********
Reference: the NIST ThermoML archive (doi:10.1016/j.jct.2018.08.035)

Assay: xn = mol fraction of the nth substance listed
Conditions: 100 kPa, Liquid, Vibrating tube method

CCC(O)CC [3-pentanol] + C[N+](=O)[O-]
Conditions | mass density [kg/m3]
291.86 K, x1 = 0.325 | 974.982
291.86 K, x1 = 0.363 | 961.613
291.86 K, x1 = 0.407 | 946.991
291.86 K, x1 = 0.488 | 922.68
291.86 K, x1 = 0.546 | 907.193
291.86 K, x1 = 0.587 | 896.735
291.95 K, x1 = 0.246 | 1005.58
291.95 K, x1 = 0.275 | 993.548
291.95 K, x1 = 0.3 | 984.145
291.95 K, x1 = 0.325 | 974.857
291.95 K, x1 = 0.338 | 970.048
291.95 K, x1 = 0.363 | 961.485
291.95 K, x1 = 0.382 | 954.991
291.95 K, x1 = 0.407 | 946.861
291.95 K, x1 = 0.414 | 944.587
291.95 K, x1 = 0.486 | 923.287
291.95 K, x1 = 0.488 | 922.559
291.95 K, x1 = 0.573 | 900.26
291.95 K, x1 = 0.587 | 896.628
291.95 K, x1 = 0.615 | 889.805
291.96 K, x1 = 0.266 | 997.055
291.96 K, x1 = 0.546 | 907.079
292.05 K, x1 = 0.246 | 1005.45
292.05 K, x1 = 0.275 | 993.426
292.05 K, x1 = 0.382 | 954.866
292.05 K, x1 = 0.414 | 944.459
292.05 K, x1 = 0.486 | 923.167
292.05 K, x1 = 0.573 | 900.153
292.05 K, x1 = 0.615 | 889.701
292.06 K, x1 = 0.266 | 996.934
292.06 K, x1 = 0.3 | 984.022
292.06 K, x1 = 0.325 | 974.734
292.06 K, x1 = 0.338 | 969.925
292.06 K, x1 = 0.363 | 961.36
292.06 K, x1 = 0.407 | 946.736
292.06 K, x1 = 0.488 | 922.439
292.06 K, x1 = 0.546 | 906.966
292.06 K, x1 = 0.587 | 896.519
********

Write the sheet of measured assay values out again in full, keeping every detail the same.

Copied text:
Reference: the NIST ThermoML archive (doi:10.1016/j.jct.2018.08.035)

Assay: xn = mol fraction of the nth substance listed
Conditions: 100 kPa, Liquid, Vibrating tube method

CCC(O)CC [3-pentanol] + C[N+](=O)[O-]
Conditions | mass density [kg/m3]
291.86 K, x1 = 0.325 | 974.982
291.86 K, x1 = 0.363 | 961.613
291.86 K, x1 = 0.407 | 946.991
291.86 K, x1 = 0.488 | 922.68
291.86 K, x1 = 0.546 | 907.193
291.86 K, x1 = 0.587 | 896.735
291.95 K, x1 = 0.246 | 1005.58
291.95 K, x1 = 0.275 | 993.548
291.95 K, x1 = 0.3 | 984.145
291.95 K, x1 = 0.325 | 974.857
291.95 K, x1 = 0.338 | 970.048
291.95 K, x1 = 0.363 | 961.485
291.95 K, x1 = 0.382 | 954.991
291.95 K, x1 = 0.407 | 946.861
291.95 K, x1 = 0.414 | 944.587
291.95 K, x1 = 0.486 | 923.287
291.95 K, x1 = 0.488 | 922.559
291.95 K, x1 = 0.573 | 900.26
291.95 K, x1 = 0.587 | 896.628
291.95 K, x1 = 0.615 | 889.805
291.96 K, x1 = 0.266 | 997.055
291.96 K, x1 = 0.546 | 907.079
292.05 K, x1 = 0.246 | 1005.45
292.05 K, x1 = 0.275 | 993.426
292.05 K, x1 = 0.382 | 954.866
292.05 K, x1 = 0.414 | 944.459
292.05 K, x1 = 0.486 | 923.167
292.05 K, x1 = 0.573 | 900.153
292.05 K, x1 = 0.615 | 889.701
292.06 K, x1 = 0.266 | 996.934
292.06 K, x1 = 0.3 | 984.022
292.06 K, x1 = 0.325 | 974.734
292.06 K, x1 = 0.338 | 969.925
292.06 K, x1 = 0.363 | 961.36
292.06 K, x1 = 0.407 | 946.736
292.06 K, x1 = 0.488 | 922.439
292.06 K, x1 = 0.546 | 906.966
292.06 K, x1 = 0.587 | 896.519